Professor Onur Gunturkun, Ruhr-University Bochum
If you ever find yourself wandering through the mountains of north-eastern Turkey, you might catch the sounds of Whistled Turkish floating on the breeze. Whistled Turkish is a very unusual kind of language which is processed in similarly unusual ways. Onur Gunturkun spoke to Sam Mahaffey about how he's been investigating what makes it so special as a language...
Onur - So, whistled Turkish is a way to communicate in mountainous regions. It only exists in tgenortheastern pocket of Turkey and it’s used in a few villages. The interesting aspect of it is, that when you whistle, you can be heard in several kilometres away. But when you talk, you can obviously not be heard in that distance. So it means in mountainous regions, whistled Turkish is extremely handy to talk to neighbours that are on the other side of the mountain.
Sam - But whistled Turkish isn't a different language. It’s just communicated in a different form. It’s like how we can communicate English by speaking it or writing it, or how some people can communicate by using braille and sign language. Whistled Turkish has all the same grammar, words, and meaning as Onur's spoken Turkish. But like I don’t understand braille…
Onur - I do not understand whistled Turkish. The physical change from spoken Turkish to whistled Turkish is so radical, so vast, that only after a while, if I knew the context, I could pick a few words, but that’s it.
Sam - If native speakers can't understand Turkish in whistled form, can you tell that they're the same language? Let’s try. If I wanted to ask for 1 kilogram of tomatoes in Turkish, I’d say…
Onur - Bir kilo domates lütfen.
Sam - Which in whistled Turkish would be:
Sam - I could say, “The Black Sea is beautiful”...
Onur - Karadeniz çok güzel.
Sam - And how about, “We speak whistle language”...
Onur - Islik dili konusuyoruz.
Sam - But Onur has found something extraordinary about whistled Turkish. Whereas other forms of language are processed in one side of the brain, usually the left, whistled Turkish uses both sides. This is because it uses melodic changes to convey meaning. A bit like how we use intonation to express emotion.
Onur - So, let’s suppose you're calling up a friend in the evening and she says to you, “I'm so happy that you called me back” which may say, “Oh, I'm so happy that you called me back”. It’s the same words, it’s the same syntax, but it has a completely different meaning. This emotional content tells us a lot about the deeper meaning of a sentence. This is encoded in what is called the melodic line, slow changes of the acoustic signal over time. Now, whistles are exactly that - slow changes of the acoustic signal over time - and this is the specialty of our right hemisphere. So, whistle language should be encoded and processed by the right hemisphere.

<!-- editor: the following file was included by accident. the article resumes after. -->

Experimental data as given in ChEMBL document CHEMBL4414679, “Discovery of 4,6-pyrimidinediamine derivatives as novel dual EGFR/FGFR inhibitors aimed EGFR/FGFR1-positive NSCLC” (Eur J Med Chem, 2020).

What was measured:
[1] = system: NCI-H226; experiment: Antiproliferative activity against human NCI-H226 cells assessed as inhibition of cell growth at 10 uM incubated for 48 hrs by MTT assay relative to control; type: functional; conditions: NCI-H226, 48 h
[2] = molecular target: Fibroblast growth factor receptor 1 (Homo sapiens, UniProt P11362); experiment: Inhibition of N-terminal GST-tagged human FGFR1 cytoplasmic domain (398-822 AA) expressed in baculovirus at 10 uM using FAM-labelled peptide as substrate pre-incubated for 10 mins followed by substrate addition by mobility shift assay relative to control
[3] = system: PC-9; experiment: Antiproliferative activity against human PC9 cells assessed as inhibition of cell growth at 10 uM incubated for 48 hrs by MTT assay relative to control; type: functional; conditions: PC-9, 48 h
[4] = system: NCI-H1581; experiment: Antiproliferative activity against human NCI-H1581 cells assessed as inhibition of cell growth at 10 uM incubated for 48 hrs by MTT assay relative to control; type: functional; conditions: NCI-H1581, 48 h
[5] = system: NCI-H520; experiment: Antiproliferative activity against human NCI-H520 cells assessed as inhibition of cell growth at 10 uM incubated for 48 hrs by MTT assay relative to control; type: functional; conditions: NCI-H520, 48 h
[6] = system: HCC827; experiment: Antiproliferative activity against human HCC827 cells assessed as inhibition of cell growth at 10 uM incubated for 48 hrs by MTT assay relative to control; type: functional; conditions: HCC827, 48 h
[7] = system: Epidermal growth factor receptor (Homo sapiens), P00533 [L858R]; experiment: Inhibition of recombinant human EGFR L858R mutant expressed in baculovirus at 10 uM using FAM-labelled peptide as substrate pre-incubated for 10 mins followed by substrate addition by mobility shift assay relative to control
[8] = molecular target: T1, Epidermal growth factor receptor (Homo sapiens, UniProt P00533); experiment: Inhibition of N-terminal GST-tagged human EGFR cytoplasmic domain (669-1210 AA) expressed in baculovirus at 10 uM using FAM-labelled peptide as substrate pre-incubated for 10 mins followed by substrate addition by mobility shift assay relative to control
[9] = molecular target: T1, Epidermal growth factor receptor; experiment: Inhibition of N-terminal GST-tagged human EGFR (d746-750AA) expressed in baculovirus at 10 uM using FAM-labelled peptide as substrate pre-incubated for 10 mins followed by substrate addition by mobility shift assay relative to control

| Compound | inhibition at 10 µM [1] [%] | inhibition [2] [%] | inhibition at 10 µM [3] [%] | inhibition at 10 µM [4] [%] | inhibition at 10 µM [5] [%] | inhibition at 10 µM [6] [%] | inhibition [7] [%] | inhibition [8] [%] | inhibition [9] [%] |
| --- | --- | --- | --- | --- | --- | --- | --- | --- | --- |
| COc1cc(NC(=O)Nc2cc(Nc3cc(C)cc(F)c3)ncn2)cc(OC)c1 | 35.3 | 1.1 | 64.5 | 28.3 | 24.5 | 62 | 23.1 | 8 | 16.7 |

Sam - If the right hemisphere processes melodic changes, does it also process tonal languages like Mandarin Chinese? Apparently, not. In Mandarin, different intonation of syllables can convey totally different meanings. But scientific studies have shown that the left hemisphere is still dominant over the right. Onur thinks that this could be because of how fast these intonations occur.
Onur - Possibly, still tonal languages have too many fast changes of the auditory signal. And so, they fall into the mechanisms the left hemisphere. There is no other language to my knowledge except whistle language that has these very slow modulations over time.
Sam - These slow modulations are closer to singing than to tonal language. In singing, the melodic line varies over a whole phrase, making it better suited to the mechanisms of the right side of the brain.
Onur - The right hemisphere has a certain kind of superiority for the analysis of song and music, and rhythm in general. So that for example, people with the left hemispheric stroke who have major trouble to speak, can sing and they also sing with words. So there, we see that the right hemisphere has a contribution under certain circumstances.
Sam - Dr Güntürkün hopes that one day, his findings will help in developing treatments for conditions affecting language.
Onur - Well, that would be my dream. Suppose, we would have a patient from Kuşköy, one of these villages where people use this whistled language, and this patient would, let's say, have a left hemispheric stroke and would be unable to properly understand Turkish in its spoken form. With this patient, suddenly understand more about what the other people say, when we would deliver it in a whistled form, that could be an alternative route to language understanding.
Sam - And so, Onur Güntürkün, many thanks…